They are shockingly obscene statistics, particularly for the self-proclaimed "Greatest Country on Earth". In the USA, the top 20 percent of the population owns 84 percent of the wealth, while the bottom 40 percent owns less than 1/3 of 1 percent! These facts are presented and discussed in a PBS piece I've linked to this post. One of it's commentators points out that this distribution of wealth is comparable to that of China, where half of the people are still peasants, and to some of the poorest despotic regimes in Africa.
One of the more depressing aspects of this imbalance is that most Americans have no clue of this reality. They/We actually imagine that we're living in a far more egalitarian society. As reporters do an informal street survey, asking people to guess how the US stands in terms of economic equality, one guy even suggests that the US is an egalitarian society, that the bottom 20 percent owns a portion of wealth roughly equal to that owned by the top 20 percent!
The other day, Warren Buffet, one of the world's wealthiest men, wrote a piece in which he calls or substantially higher taxes to the ultra-wealthy. He modestly asserts that while his own skill (which he calls the ability to judge value) carries far less social usefulness than that of a nurse, the structure of our economy rewards him vastly more than it does that nurse. And he calls for a re-balancing. But while he does so, a substantial number of citizen voters (and a disproportionately larger segment of the rich politicians who claim to represent them) demand that the rich keep their historically low tax rates. They demand this on principle, and as moral rightness. And they call for the slashing of the 'entitlement programs' that keep the shrinking middle class barely afloat, and the working classes mired in poverty.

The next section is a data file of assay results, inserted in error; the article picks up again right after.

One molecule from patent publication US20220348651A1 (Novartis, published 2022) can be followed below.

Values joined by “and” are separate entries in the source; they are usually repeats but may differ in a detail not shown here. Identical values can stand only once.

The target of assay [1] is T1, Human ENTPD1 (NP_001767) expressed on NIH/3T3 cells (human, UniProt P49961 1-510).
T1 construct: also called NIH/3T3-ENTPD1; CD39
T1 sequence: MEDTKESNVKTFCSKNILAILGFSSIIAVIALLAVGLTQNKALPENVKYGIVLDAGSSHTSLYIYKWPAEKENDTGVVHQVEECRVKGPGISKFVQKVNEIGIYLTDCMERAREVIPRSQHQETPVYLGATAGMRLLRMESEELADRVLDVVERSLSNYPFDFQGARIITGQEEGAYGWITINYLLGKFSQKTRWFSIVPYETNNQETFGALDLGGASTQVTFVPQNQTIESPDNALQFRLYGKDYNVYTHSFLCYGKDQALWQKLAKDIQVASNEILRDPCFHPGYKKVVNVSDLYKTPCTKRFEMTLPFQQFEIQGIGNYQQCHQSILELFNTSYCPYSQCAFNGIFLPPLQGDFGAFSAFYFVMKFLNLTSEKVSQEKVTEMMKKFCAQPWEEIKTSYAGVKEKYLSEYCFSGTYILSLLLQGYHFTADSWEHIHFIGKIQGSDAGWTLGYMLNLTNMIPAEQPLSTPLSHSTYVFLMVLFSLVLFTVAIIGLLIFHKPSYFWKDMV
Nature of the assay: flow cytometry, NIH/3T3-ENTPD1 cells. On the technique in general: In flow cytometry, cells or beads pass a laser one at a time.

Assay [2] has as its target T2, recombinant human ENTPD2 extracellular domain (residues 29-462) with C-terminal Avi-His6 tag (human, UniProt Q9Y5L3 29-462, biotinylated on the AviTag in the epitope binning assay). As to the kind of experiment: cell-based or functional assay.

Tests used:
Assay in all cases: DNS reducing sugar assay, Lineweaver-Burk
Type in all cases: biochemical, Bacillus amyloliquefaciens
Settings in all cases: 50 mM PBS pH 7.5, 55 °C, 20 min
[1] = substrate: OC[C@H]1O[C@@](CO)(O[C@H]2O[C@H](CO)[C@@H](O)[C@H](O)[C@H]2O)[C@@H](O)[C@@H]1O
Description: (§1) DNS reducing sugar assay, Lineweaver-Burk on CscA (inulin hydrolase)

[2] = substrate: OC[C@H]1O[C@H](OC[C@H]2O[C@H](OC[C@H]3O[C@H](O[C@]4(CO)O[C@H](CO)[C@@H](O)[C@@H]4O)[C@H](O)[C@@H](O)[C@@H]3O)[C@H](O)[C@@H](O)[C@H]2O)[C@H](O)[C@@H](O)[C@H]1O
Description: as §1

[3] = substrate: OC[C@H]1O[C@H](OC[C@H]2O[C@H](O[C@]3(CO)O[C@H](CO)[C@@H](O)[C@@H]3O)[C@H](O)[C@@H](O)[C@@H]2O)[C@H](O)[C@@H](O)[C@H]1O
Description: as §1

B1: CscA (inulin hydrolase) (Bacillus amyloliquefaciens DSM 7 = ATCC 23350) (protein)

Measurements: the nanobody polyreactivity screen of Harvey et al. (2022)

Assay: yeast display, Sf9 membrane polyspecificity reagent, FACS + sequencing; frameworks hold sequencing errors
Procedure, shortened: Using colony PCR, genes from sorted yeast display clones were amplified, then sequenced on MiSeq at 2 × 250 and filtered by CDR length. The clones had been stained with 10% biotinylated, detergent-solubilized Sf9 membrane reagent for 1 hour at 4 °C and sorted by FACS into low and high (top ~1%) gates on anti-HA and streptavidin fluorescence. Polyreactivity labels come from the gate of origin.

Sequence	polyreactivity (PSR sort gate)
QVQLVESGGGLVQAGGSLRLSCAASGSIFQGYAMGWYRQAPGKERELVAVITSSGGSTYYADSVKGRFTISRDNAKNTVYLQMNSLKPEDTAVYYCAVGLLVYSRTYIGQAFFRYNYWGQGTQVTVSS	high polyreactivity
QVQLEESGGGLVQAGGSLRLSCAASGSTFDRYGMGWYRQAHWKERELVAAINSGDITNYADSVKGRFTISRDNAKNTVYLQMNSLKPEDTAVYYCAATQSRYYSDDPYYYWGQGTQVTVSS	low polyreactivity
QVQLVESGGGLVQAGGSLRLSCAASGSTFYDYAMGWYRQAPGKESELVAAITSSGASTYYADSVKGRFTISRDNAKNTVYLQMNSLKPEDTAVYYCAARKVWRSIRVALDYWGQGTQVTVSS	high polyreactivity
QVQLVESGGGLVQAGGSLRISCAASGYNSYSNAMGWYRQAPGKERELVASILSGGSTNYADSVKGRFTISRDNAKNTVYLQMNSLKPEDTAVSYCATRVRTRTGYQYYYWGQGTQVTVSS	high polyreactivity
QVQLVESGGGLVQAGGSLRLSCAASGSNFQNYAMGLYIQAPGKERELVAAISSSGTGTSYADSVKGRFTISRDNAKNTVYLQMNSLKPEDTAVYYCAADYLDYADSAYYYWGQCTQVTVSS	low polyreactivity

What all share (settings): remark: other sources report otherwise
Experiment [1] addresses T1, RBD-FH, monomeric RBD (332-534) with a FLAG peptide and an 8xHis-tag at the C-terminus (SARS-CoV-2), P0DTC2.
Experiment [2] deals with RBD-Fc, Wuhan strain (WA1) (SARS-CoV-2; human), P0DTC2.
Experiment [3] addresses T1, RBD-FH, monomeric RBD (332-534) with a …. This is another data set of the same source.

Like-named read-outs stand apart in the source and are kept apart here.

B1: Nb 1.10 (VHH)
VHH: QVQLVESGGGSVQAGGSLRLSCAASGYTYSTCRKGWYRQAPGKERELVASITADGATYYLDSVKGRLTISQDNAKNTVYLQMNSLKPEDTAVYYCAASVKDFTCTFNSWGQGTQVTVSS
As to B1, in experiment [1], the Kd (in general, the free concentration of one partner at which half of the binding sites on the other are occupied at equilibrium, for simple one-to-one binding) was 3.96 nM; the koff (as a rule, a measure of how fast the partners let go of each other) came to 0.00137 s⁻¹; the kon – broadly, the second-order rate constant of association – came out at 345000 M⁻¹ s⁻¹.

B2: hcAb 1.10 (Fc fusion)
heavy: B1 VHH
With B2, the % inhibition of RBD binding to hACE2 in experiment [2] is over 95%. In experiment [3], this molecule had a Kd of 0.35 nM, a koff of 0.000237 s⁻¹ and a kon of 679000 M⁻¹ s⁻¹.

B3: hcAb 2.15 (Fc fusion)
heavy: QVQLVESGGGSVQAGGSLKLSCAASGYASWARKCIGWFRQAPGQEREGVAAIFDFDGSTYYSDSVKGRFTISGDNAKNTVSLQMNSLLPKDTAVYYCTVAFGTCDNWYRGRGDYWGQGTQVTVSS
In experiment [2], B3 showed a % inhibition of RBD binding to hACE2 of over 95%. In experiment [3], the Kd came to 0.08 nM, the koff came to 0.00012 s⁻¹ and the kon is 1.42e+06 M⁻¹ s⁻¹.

The notion that taxing is the stealing of peoples' money ignores the reality that it's only the 'community' that people create (and the markets, laws, infrastructure, shared language, customs and values) that makes "wealth" possible. And when the quirks of a market system lead to a reality where people can become billionaires by virtue of paying someone to shuffle papers (money & stock certificates), or by guessing right about the ups and downs of markets, while others labor with their bodies and minds yet can't escape poverty, something is drastically out of whack.
I can't but feel that my generation - the Boomer Generation - has failed miserably to sustain the vision of fairness, equality and justice that was glowing ever brighter as we came of age. We exited the 1960's full of fire about social justice and ending the various forms of oppression. But along the way, we became addicted to our toys, complacent in our comforts, distracted by the accelerating amusements of technology and the explosion of individual choice. We've been enflamed by the battles for rights assigned by gender and race, by religion and sexual orientation. But it seems we lost sight of the battle for basic resources, for housing, for education, for the simple opportunity to live and raise families free of crushing economic pressures. We've created an economic system built on the imperatives of competition and the need for relentless growth, and it's led to a country that now boasts the largest percent of its population behind bars, a growing number of its children growing up in poverty. Basic health and education are increasingly out of reach. And our streets, airports and borders look more and more like those of a police state.
Is this the America we want?